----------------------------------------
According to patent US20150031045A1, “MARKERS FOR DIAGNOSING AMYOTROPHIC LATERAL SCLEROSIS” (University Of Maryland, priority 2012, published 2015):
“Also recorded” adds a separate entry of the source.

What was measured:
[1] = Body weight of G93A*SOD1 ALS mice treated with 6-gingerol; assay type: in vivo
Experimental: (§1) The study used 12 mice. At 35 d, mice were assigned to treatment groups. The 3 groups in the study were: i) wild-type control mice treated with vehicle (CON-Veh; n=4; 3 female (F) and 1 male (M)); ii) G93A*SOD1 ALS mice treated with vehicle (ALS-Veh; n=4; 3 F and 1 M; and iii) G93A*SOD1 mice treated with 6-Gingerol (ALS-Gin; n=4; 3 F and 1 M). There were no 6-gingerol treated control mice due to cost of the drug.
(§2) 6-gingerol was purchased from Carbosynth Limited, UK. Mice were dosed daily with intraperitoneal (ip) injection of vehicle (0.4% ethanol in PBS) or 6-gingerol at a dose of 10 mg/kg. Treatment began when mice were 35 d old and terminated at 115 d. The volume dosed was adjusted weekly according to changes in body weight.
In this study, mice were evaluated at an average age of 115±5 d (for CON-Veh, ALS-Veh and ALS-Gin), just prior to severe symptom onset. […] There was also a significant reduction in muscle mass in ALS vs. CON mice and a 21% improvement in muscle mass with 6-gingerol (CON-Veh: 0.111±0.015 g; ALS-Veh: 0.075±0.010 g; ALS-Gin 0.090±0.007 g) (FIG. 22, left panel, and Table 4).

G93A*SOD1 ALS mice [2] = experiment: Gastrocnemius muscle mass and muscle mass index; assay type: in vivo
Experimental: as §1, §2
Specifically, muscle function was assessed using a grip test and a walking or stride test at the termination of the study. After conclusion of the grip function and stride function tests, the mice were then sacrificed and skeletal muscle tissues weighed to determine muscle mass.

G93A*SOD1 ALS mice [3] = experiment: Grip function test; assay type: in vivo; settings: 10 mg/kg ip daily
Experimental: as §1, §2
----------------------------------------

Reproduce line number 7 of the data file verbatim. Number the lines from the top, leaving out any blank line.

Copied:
In this study, mice were evaluated at an average age of 115±5 d (for CON-Veh, ALS-Veh and ALS-Gin), just prior to severe symptom onset. […] There was also a significant reduction in muscle mass in ALS vs. CON mice and a 21% improvement in muscle mass with 6-gingerol (CON-Veh: 0.111±0.015 g; ALS-Veh: 0.075±0.010 g; ALS-Gin 0.090±0.007 g) (FIG. 22, left panel, and Table 4).